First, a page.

But, unfortunately, this is the last hihg-rez view of the "mysterious spots" that we're gonna get from this mission. That part of Pluto's surface is rotating out of spaceraft's view, and the spacecraft will see a different part of Pluto during the closest approach. It might turn around and observe the spots again on its way out, but the image will be again low-rez.

I really wish New Horizons had a trajectory that would take it between Charon and Pluto - that way it would be able to photograph and study the dark spots (because they are on the side facing Charon) and get some great close-ups of Charon too.



posted on Jul, 12 2015 @ 01:40 PM
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it looks like the moon..

Aren't planets majestic? Even the ugliest ones.. I know pluto, us not a planet anymore, but to me will always be the 9th..

This object is so far away from us, and we have a probe, made of the universe flying out to look at another part of it millions of millions of miles away..

TO me this is just amazing..



posted on Jul, 12 2015 @ 02:49 PM
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originally posted by: SgtHamsandwich
*UPDATE*

Below is a new, higher res photo of the dark spots. We should start seeing better images on the daily now that New Horizons is blazing ever so close to it's pass by of Pluto. This is a historical event as Pluto is the last frontier of our known Solar System. The only planet we have not been to yet.
(....)

Correction: Pluto is a dwarf planet and is within the Kuiper belt which is just beyond the planets in the inner solar system. Ceres is also a dwarf planet, but doesn't have the distinction of being in the Kuiper belt.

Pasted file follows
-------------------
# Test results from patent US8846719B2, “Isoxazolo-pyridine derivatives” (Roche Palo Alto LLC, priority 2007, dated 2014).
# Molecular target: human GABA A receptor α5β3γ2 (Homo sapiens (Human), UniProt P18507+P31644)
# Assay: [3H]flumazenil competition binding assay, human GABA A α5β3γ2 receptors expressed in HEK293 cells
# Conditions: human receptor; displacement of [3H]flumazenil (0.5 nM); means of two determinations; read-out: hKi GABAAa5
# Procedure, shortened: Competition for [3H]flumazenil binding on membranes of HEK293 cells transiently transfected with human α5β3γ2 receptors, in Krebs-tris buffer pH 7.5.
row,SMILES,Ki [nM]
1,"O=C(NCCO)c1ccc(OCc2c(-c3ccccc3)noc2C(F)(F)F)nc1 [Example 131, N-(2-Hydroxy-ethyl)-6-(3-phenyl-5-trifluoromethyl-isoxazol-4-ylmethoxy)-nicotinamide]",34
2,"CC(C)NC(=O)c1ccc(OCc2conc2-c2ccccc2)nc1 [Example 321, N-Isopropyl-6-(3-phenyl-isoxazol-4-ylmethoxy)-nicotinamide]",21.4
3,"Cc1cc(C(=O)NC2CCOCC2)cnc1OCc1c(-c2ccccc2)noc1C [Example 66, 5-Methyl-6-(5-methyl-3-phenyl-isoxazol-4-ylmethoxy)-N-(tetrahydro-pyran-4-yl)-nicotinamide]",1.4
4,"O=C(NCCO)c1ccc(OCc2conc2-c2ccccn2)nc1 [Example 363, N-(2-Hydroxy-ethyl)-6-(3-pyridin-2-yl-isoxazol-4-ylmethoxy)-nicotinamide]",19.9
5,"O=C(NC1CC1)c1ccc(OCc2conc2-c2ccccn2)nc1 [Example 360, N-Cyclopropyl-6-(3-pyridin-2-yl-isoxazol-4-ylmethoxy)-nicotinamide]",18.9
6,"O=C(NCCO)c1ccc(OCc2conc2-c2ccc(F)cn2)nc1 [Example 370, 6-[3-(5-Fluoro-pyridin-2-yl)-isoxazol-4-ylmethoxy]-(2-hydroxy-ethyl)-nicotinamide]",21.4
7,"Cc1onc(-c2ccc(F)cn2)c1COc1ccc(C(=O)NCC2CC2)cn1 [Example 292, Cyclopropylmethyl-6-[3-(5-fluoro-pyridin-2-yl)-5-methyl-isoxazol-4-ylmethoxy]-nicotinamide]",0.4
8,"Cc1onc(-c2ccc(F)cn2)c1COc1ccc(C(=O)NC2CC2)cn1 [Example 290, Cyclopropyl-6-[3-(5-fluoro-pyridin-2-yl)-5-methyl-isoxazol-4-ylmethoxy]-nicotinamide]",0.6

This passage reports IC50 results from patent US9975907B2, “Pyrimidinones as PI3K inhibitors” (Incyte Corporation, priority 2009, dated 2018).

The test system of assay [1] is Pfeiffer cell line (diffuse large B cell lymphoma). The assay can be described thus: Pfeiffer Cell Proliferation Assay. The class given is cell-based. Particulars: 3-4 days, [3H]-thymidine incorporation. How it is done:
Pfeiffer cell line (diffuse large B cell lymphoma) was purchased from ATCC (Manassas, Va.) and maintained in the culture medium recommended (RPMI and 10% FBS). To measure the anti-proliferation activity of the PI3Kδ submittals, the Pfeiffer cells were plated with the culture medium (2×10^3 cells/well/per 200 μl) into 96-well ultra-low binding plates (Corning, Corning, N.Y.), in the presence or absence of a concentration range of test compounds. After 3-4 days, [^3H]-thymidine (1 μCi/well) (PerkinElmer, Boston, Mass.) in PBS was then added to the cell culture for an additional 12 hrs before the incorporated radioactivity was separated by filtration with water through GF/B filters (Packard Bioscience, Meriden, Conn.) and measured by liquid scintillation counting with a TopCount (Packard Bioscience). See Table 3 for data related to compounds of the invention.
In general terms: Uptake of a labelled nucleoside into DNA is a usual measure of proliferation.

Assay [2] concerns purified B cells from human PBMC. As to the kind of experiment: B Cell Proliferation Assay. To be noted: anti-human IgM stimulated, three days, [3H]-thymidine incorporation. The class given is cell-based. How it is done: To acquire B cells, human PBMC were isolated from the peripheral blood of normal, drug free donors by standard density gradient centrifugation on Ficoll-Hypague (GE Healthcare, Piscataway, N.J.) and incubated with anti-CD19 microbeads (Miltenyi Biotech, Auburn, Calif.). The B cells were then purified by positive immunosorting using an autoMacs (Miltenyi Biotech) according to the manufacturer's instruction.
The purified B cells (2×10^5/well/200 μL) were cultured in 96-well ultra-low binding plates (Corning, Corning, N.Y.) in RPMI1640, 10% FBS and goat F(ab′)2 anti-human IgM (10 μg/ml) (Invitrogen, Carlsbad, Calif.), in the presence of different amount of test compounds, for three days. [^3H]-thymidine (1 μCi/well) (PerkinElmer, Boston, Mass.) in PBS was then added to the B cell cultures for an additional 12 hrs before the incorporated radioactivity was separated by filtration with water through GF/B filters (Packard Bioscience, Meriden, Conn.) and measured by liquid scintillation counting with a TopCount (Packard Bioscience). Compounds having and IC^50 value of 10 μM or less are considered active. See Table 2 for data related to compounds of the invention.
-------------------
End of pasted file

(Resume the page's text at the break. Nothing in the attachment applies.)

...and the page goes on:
en.wikipedia.org - Kuiper belt...

And there're a few other dwarf planets for us to explore--like: Makemake, Eris, Haumea---and possibly some additional, but they're more distant and of course everything on them is probably frozen stiff.

For me what's of interest is how this pertains to origins of life. What will we learn? I don't care about much else. Though tor somebody who studies planets and solar system formation, this is all like candy.

I guess it all ties together. Learning about planets and solar system formation will give us more insight into origins of life too. It's nigh impossible to separate them from life. Maybe life never forms in the outer regions of solar systems for various reasons related? Or maybe it always starts on the surface because of something tied to the sun or cosmic rays? Maybe it always needs a liquid. Maybe volcanoes are prerequisites. Etc. It's an endlessly interesting topic because it has vast implications for us--we're life after all.

I wonder if these dwarf planets and gas giants and moons will ever have value beyond scientific study or the search for life? Like to mine or colonize? I could see us possibly erecting settlements underground on our moon for various purposes, but on pluto or charon or other moons? Doubt it, unless it's merely sentimental. But who can know? Maybe someday travle through our solar system will be so frequent people routinely stop at these places for reasons we don't understand fully. I think comedy lite science fiction writers would have hte best luck with ideas. They're not too serious.
edit on 12-7-2015 by jonnywhite because: (no reason given)